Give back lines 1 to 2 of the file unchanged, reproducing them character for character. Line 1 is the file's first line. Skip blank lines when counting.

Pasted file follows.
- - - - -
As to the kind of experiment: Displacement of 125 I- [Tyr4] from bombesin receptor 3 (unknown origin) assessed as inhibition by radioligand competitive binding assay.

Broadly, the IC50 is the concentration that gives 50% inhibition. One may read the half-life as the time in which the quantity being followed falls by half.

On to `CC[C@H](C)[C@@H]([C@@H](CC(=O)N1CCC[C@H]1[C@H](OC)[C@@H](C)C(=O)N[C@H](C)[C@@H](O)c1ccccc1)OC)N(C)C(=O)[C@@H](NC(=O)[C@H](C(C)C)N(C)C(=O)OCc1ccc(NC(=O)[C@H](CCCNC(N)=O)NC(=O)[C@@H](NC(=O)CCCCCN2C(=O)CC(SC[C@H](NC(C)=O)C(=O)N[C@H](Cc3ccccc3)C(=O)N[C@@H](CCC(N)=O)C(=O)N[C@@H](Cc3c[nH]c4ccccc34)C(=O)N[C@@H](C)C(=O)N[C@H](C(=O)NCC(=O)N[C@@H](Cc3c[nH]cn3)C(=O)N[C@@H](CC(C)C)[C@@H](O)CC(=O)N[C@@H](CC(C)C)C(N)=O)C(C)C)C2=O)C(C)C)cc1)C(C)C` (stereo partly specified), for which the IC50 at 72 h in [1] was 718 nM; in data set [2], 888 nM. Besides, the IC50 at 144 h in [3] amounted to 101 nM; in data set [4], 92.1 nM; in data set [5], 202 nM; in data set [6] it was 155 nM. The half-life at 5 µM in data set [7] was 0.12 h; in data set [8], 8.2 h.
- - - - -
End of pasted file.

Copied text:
As to the kind of experiment: Displacement of 125 I- [Tyr4] from bombesin receptor 3 (unknown origin) assessed as inhibition by radioligand competitive binding assay.

Broadly, the IC50 is the concentration that gives 50% inhibition. One may read the half-life as the time in which the quantity being followed falls by half.